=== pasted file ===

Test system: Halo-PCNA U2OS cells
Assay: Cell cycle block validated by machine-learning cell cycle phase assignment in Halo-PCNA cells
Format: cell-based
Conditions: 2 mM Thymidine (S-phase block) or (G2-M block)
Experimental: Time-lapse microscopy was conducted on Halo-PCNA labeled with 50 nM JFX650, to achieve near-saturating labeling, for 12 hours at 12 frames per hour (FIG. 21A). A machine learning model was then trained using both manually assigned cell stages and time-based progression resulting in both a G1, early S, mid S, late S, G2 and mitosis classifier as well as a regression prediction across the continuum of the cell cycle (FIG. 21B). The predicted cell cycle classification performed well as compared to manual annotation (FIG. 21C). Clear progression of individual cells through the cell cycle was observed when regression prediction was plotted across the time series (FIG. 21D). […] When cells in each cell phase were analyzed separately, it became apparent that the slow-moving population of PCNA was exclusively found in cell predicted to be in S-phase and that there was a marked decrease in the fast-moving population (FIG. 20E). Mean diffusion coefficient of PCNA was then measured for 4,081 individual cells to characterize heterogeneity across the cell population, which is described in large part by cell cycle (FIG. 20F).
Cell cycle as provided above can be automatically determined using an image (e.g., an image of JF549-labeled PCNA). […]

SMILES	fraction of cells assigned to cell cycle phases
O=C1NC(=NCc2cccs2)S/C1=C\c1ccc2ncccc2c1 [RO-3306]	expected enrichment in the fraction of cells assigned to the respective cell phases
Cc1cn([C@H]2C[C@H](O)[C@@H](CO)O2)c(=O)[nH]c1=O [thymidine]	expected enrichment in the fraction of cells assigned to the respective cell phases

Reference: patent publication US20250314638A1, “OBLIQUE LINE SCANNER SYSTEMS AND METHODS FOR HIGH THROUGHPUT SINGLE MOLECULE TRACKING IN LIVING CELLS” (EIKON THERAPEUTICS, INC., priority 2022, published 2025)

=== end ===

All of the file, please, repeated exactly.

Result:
Test system: Halo-PCNA U2OS cells
Assay: Cell cycle block validated by machine-learning cell cycle phase assignment in Halo-PCNA cells
Format: cell-based
Conditions: 2 mM Thymidine (S-phase block) or (G2-M block)
Experimental: Time-lapse microscopy was conducted on Halo-PCNA labeled with 50 nM JFX650, to achieve near-saturating labeling, for 12 hours at 12 frames per hour (FIG. 21A). A machine learning model was then trained using both manually assigned cell stages and time-based progression resulting in both a G1, early S, mid S, late S, G2 and mitosis classifier as well as a regression prediction across the continuum of the cell cycle (FIG. 21B). The predicted cell cycle classification performed well as compared to manual annotation (FIG. 21C). Clear progression of individual cells through the cell cycle was observed when regression prediction was plotted across the time series (FIG. 21D). […] When cells in each cell phase were analyzed separately, it became apparent that the slow-moving population of PCNA was exclusively found in cell predicted to be in S-phase and that there was a marked decrease in the fast-moving population (FIG. 20E). Mean diffusion coefficient of PCNA was then measured for 4,081 individual cells to characterize heterogeneity across the cell population, which is described in large part by cell cycle (FIG. 20F).
Cell cycle as provided above can be automatically determined using an image (e.g., an image of JF549-labeled PCNA). […]

SMILES	fraction of cells assigned to cell cycle phases
O=C1NC(=NCc2cccs2)S/C1=C\c1ccc2ncccc2c1 [RO-3306]	expected enrichment in the fraction of cells assigned to the respective cell phases
Cc1cn([C@H]2C[C@H](O)[C@@H](CO)O2)c(=O)[nH]c1=O [thymidine]	expected enrichment in the fraction of cells assigned to the respective cell phases

Reference: patent publication US20250314638A1, “OBLIQUE LINE SCANNER SYSTEMS AND METHODS FOR HIGH THROUGHPUT SINGLE MOLECULE TRACKING IN LIVING CELLS” (EIKON THERAPEUTICS, INC., priority 2022, published 2025)